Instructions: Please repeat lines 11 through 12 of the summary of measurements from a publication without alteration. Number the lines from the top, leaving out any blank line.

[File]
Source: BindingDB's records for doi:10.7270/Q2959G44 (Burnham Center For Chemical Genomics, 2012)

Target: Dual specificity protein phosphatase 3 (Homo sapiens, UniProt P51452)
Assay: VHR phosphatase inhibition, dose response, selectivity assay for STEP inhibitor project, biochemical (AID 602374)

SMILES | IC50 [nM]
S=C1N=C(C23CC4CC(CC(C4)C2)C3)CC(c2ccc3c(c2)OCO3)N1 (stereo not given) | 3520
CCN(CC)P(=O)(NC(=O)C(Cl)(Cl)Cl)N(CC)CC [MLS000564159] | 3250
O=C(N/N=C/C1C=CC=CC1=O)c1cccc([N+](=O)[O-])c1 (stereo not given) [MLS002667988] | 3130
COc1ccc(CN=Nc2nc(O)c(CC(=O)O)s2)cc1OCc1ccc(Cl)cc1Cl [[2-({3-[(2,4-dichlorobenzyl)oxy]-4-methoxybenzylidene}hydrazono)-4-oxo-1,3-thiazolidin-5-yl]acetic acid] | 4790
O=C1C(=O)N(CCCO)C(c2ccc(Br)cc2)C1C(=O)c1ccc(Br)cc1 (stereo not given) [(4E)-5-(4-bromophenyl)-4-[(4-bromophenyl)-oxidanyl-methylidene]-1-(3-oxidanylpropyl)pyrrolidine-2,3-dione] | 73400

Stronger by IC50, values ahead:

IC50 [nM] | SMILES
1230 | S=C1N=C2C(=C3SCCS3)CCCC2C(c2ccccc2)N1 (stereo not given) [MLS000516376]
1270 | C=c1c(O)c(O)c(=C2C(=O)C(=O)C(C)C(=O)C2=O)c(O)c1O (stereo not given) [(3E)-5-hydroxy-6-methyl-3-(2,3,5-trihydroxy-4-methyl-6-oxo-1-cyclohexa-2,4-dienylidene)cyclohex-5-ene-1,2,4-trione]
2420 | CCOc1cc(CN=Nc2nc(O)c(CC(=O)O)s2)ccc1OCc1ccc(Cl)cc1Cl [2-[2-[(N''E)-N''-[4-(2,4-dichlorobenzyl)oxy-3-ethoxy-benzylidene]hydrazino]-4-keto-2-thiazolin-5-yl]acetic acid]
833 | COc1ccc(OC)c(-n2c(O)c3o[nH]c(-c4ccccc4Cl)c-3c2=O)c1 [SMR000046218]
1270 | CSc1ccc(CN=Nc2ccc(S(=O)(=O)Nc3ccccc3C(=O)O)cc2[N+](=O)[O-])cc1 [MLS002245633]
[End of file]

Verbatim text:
IC50 [nM] | SMILES
1230 | S=C1N=C2C(=C3SCCS3)CCCC2C(c2ccccc2)N1 (stereo not given) [MLS000516376]